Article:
Thanks Tony! Those were pretty cool, and made me want to visit the Ancient Bristle Pine Forest more than I have in the past! Perhaps a trip for next spring... Merry merry!

  4. Anthony Williams
    Anthony Williams April 19, 2022

    That marker with the arrow atop Telescope Peak is not a Benchmark, but rather a witness mark. Often a BM will be placed and then four witness marks placed around it, all pointing to the BM, both to make it easier to locate, and if it is damaged to help reestablish its location.

    You often talking of airing down or up. I fully realize the usefulness of this when faced with deep sand, but elsewhere it seems actually harmful, as it causes the sidewalls to bulge out, and they are the most vulnerable part of the tire. I'm sure you have a good reason for this, but I would like to know it.

    • turbodb
      turbodb April 19, 2022

      Hey Anthony, thanks for the primer on the markers! I feel like I see so many different kinds out on our adventures that I never know what to call them, so - as in this story - I’ve just taken to calling them survey markers ?! Interestingly, looking at the photo above, this one has “benchmark” inscribed on it. Does that mean anything? How do I differentiate or identify the different marker types?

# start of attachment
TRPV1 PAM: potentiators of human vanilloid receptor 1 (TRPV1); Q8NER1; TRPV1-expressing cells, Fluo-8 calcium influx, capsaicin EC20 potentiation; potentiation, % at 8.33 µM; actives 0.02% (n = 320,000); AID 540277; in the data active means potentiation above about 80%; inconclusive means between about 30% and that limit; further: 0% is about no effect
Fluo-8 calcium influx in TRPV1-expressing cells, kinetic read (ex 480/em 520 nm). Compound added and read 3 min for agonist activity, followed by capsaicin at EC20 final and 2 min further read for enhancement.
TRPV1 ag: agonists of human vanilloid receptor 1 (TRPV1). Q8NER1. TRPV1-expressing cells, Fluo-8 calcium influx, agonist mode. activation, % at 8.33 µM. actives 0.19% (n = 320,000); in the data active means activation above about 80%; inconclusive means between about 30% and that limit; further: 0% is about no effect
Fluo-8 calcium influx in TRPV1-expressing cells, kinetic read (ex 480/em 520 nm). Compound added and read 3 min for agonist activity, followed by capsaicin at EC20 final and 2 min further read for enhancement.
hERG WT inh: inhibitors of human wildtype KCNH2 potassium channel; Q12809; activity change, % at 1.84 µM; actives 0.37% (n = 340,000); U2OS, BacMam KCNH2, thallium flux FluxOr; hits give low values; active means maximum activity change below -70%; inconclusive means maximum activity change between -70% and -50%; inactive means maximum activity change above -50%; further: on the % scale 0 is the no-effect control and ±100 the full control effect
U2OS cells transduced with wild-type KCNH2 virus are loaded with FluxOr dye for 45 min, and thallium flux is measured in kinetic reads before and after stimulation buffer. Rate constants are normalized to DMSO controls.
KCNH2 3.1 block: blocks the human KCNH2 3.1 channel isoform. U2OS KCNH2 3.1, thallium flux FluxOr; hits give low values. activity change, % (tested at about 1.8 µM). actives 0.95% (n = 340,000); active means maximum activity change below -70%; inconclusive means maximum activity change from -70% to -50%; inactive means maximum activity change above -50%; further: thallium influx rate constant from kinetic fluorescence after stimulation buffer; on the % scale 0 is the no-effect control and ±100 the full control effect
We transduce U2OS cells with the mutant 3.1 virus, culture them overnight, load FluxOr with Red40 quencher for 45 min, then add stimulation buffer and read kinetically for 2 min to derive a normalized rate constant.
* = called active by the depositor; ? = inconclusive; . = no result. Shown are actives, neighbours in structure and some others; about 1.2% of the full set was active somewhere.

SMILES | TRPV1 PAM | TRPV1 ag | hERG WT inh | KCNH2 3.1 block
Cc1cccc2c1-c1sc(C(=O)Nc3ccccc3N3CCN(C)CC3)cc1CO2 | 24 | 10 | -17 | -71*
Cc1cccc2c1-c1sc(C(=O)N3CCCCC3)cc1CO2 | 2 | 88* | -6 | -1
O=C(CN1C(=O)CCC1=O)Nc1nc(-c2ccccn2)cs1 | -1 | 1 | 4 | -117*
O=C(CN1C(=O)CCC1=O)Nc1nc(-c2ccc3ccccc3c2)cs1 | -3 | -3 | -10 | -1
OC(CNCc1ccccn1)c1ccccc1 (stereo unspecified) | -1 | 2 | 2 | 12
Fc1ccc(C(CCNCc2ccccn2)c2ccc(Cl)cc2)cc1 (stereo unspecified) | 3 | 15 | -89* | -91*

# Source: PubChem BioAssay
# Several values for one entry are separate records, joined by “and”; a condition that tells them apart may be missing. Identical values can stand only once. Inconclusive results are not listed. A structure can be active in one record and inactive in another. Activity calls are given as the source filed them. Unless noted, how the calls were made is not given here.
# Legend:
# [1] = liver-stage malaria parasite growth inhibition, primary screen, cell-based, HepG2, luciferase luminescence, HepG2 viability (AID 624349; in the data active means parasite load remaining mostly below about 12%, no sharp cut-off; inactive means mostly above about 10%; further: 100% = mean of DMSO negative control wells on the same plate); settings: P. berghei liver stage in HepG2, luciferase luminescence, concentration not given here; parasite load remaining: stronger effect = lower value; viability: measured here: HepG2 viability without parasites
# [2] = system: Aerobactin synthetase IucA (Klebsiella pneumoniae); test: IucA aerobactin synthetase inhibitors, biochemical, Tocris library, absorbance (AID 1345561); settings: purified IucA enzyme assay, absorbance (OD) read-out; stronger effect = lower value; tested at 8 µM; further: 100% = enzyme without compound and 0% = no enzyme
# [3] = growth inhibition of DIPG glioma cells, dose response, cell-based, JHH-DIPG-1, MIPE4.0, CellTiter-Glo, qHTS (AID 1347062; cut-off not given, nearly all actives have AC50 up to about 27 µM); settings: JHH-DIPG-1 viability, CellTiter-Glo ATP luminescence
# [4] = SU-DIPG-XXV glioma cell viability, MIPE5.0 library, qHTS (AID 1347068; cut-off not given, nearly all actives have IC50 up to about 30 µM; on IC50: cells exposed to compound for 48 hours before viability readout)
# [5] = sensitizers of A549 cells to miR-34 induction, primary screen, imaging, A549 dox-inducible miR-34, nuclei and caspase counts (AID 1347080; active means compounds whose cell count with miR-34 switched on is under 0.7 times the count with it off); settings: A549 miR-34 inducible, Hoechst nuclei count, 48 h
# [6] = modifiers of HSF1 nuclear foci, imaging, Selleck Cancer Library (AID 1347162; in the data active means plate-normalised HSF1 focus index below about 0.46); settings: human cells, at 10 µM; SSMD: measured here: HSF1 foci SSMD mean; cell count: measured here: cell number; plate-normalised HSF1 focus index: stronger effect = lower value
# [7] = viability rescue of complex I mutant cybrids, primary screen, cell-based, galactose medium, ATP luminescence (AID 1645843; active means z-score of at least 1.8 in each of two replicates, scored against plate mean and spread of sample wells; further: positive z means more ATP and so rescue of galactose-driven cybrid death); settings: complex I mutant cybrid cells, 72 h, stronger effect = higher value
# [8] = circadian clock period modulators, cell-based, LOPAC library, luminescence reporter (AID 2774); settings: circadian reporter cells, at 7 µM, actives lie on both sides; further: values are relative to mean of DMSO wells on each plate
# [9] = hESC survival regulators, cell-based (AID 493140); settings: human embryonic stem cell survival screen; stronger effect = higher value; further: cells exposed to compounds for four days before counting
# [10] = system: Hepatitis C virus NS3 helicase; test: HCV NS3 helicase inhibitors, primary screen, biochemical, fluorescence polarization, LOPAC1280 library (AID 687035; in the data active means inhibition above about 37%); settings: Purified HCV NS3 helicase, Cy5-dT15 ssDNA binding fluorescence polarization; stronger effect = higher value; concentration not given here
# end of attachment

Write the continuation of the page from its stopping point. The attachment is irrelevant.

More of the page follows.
As for airing down - as you note, there is a trade-off there in that the sidewalls can be more exposed. The benefits, though, are in the ride and traction provided by the softer tires.

      From a ride perspective, the lower pressure tires are able to absorb many more of the bumps than tires at full pressure. So, when going over rocks or washboard - something that is very common in Death Valley - absorbing those bumps is extremely beneficial to both the Tacoma (welds, metal fatigue, etc.) as well as its occupants.

      From a traction perspective, the larger contact patch gives you much more control when going around curves, braking, etc. When fully aired up (40psi for my Load Range E tires), going around a turn on a gravel road at speed can result in slipping off the side of the road whereas with the tires aired down (18psi), the truck simply absorbs the small bumps and makes the turn.

      Let me know about the various markers, I’m super curious, and hope you’re enjoying the stories!